If they were just trying to restrain Ariza, then Harden, Paul and Green shouldn’t be fined or suspended. But if Harden is suspended, he could serve his penalty Thursday – even if the Rockets are fibbing about him being ready to play (though they at least previously laid the groundwork for that one).

There’s a lot for the league to untangle.

Russell Westbrook ejected (video)

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Russell Westbrook jumped from fifth to second in the NBA in technical fouls in about two seconds.

The Thunder star received two technical fouls and an automatic ejection late in Oklahoma City’s win over the Kings last night, leaving his nine technical fouls behind only Draymond Green‘s 11.

Westbrook got hit in the face on a drive, but instead of a foul being called on Sacramento, Westbrook was whistled for travelling. That’s quite a turnaround from the expected call to the actual call, so I understand why Westbrook was so upset. But I also wouldn’t be surprised if Westbrook said something that warranted ejection. Thunder coach Billy Donovan also got a technical foul in the sequence.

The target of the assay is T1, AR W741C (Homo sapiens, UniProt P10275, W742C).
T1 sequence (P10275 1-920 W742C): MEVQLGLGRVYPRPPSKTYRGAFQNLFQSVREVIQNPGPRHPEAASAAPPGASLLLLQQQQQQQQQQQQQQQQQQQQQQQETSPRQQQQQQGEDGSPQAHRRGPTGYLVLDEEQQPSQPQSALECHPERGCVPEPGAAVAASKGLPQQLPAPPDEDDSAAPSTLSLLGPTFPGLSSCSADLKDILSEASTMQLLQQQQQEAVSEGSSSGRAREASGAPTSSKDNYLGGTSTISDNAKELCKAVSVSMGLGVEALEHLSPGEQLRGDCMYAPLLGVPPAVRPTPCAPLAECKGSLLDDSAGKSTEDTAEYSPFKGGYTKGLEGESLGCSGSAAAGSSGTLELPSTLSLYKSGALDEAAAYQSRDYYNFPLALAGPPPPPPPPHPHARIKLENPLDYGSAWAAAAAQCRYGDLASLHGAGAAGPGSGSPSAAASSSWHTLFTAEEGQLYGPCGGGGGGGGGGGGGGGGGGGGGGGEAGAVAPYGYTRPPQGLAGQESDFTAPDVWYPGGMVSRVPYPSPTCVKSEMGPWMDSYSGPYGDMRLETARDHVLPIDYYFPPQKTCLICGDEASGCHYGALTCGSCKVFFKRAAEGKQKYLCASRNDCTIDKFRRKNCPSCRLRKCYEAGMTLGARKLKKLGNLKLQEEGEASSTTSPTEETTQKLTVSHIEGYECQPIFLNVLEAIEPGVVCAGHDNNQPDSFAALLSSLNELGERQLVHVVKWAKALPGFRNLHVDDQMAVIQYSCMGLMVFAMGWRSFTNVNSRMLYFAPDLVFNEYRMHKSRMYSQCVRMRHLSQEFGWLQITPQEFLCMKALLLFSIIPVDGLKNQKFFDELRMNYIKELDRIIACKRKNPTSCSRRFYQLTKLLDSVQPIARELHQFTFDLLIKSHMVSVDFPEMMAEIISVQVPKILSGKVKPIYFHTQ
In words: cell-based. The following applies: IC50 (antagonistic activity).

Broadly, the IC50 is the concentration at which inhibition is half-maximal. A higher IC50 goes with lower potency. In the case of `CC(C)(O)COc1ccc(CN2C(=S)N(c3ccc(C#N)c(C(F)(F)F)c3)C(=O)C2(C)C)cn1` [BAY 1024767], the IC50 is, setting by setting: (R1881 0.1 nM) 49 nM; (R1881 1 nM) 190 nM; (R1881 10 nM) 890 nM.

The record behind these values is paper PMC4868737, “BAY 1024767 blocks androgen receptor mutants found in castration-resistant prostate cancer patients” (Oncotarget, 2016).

Fred Katz of The Norman Transcript:

The league used to crack down on that more with public fines, but the Thunder have skirted the rule this season.

Report: ‘Several prominent’ Cavaliers express concern about aging, defenseless, redundant roster

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The Cavaliers look like they can’t hang with the Warriors, which is troubling enough for a team with championship aspirations.

But for that realization to come during a miserable 2-8 stretch only puts more stress on the Cavs, who already appeared to be ripping at the seems. LeBron James is performativity howling at his teammates. They’re pointing the finger back at him. Coach Tyronn Lue is talking about personal agendas.

And tensions aren’t easing.

Dave McMenamin of ESPN:

Following the Cleveland Cavaliers’ 118-108 loss to the Golden State Warriors on Monday, multiple players acknowledged growing discontent and a strong sense of concern that unlike past seasons, the team does not have the capability to fix its problems and get back on a championship track.

Several prominent players, speaking on condition of anonymity to ESPN, Cleveland.com and The Athletic, expressed doubt that the problems — an aging roster, defensively challenged personnel and a glut of redundant role players — could simply be worked out through patience and a chance to coalesce when fully healthy.